Paul opens this morbid episode by asking, “Why can I stomach a slow, reflective death but trauma unsettles me?” Suicide jumpers, car crashes and accidental deaths are too difficult for him to watch and yet he can travel in tandem with someone on a reflective descent into the abyss, such as Paul Kalanithi in When Breath Becomes Air. Why is that? In fact, Peter makes the case that a looming deadline (literally) is more torturous, giving the example of the 26th minute in Werner Herzog’s famous death row documentary. We also discuss why we can explore dark places in history or fiction but as soon as they are real and personal, they become unacceptable. We dare not look. There seems to be an incongruence between abstracted death and immediate death. Paul is stunned to learn that the most requested “final meal” of death row inmates is McDonald’s, because it conjures up warm and comforting memories of an innocent childhood during the most acute moments of adult distress. The inhumanity of subjecting people to such a cruel fate hangs in the studio air. Pete relates the story of a young stage actor who was uncharacteristically calm on the eve of a planned suicide. Perhaps he took solace in that last act of control, choreographing his own fate. Control is a hallmark of many addictions – to drugs, alcohol, food, gambling – and is often exerted when an individual feels his or her own life is most “out of control.” Controlling one’s fate via suicide is the apotheosis of this concept. In the second half of the episode, the men focus on the language of sexual conquest. Pussygate shocked many Americans because Trump’s language was vulgar, distasteful and aggressive. Paul asks why men use such language to frame their sexual exploits. His premise is that access to the female body is among the adult male’s most difficult and persistent challenges. In approaching this often insurmountable goal, men have developed a language of conquest, akin to language they might use facing Mount Everest. It is not usually politically correct. Women, on the other hand, often speak of male prospects with the language of capture: “bag the man”, “get the guy”, “he’s marriage material”, “a good catch.” As the language of conquest objectifies women, the language of capture likewise dehumanizes the man, reducing him to his status and wealth, his claim to resources. Curious about an idea from our discussion of the politics of language, Pete homes in on the theme of nuance. In a wide-ranging discussion we cover private versus public speech, how being politically correct is prejudice against the self, Fred Phelps (civil rights lawyer turned inflammatory bigot and cult leader), Harvard Law School’s Alan Dershowitz, “voir dire” (or jury selection) and why fundamentalists of all faiths are most likely to impose the death penalty. It’s a good one!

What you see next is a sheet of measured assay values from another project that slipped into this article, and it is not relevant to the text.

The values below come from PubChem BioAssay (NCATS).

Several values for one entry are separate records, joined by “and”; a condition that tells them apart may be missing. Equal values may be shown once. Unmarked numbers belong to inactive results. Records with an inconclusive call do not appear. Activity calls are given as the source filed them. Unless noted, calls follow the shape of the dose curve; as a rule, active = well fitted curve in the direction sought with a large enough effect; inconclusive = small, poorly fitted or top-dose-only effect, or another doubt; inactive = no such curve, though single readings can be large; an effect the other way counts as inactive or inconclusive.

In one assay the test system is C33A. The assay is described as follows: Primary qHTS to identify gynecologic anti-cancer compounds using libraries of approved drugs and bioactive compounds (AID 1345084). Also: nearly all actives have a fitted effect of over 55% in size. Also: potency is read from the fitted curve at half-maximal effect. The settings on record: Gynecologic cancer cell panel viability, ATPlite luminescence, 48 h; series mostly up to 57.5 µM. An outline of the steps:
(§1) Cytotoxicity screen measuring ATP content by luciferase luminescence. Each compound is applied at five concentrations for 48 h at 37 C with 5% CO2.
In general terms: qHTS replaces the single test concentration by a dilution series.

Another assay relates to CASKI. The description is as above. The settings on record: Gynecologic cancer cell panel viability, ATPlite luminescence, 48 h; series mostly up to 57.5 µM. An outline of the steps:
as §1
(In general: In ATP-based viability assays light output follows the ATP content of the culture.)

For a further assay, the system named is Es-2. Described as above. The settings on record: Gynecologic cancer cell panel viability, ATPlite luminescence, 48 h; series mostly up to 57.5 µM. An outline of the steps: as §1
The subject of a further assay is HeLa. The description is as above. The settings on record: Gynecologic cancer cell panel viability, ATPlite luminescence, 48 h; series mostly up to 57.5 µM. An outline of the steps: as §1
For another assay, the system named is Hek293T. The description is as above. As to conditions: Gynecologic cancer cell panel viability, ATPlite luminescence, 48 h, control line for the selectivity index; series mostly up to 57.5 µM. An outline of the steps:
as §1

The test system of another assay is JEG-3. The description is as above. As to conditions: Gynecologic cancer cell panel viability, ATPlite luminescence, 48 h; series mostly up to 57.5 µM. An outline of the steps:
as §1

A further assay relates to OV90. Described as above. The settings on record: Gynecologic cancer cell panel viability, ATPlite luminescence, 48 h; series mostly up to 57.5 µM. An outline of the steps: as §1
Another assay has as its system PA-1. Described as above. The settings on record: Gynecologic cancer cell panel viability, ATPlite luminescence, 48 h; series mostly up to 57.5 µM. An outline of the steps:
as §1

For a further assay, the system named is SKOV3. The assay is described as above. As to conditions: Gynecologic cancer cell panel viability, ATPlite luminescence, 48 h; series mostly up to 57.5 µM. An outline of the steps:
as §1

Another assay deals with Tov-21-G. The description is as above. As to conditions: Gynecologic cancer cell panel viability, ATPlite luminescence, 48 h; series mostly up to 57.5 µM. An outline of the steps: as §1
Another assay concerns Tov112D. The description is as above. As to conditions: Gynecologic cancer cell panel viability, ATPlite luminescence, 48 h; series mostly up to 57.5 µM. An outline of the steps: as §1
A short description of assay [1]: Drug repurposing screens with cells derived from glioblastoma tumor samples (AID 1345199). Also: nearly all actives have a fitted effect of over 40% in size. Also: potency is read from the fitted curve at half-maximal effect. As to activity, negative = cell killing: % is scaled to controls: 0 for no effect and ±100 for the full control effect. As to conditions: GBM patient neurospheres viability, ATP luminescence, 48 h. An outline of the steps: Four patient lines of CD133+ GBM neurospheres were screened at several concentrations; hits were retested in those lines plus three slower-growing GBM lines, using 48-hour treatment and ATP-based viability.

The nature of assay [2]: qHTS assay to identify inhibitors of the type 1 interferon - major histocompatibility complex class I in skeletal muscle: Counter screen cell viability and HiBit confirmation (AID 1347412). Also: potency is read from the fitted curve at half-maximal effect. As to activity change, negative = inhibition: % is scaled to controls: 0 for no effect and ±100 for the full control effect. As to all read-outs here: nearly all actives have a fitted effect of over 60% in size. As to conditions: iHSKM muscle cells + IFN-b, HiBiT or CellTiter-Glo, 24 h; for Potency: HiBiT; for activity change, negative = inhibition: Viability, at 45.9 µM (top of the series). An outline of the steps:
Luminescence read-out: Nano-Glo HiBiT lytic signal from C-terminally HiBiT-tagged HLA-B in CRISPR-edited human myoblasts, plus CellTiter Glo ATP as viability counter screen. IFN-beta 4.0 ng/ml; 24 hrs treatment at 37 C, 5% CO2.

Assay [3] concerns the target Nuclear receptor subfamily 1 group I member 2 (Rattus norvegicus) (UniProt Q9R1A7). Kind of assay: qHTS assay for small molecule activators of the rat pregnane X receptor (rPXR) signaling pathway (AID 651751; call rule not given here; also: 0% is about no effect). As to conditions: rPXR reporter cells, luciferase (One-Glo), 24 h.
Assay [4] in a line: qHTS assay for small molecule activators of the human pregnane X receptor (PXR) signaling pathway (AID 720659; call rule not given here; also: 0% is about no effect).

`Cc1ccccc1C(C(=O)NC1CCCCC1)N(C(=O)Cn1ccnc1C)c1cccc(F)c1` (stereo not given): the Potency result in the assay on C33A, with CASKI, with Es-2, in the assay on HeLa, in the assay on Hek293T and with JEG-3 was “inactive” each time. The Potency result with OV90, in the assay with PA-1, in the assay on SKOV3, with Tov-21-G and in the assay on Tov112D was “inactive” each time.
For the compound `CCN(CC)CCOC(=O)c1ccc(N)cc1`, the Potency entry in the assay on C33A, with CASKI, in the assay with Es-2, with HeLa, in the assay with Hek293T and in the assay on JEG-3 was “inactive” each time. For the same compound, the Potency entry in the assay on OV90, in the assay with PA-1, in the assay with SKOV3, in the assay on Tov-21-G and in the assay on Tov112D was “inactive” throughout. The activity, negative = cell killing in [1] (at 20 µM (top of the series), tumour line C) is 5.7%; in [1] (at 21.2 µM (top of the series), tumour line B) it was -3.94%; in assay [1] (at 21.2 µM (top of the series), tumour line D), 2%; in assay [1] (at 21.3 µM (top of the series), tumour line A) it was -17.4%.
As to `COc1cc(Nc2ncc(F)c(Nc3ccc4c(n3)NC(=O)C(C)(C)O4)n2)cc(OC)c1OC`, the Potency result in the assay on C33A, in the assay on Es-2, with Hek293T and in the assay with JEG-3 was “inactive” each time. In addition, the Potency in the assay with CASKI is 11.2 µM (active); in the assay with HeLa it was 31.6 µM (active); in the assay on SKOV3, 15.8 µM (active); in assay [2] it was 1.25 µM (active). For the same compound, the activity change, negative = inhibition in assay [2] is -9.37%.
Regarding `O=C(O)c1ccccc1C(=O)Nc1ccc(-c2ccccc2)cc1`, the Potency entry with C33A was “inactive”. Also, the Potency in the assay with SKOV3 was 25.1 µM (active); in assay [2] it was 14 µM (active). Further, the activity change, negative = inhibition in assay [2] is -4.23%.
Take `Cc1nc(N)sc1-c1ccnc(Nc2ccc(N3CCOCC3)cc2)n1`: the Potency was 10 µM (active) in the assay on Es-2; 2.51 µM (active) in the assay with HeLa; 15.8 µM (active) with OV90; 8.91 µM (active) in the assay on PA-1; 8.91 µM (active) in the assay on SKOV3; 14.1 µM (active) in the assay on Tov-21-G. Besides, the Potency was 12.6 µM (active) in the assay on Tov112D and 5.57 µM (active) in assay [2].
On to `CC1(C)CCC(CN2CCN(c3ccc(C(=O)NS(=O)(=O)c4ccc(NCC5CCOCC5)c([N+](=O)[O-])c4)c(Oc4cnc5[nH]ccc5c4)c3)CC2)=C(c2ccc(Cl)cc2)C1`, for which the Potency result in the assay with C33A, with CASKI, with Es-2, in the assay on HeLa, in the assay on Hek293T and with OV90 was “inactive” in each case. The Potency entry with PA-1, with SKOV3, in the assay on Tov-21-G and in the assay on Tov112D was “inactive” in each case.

- Categories: Podcast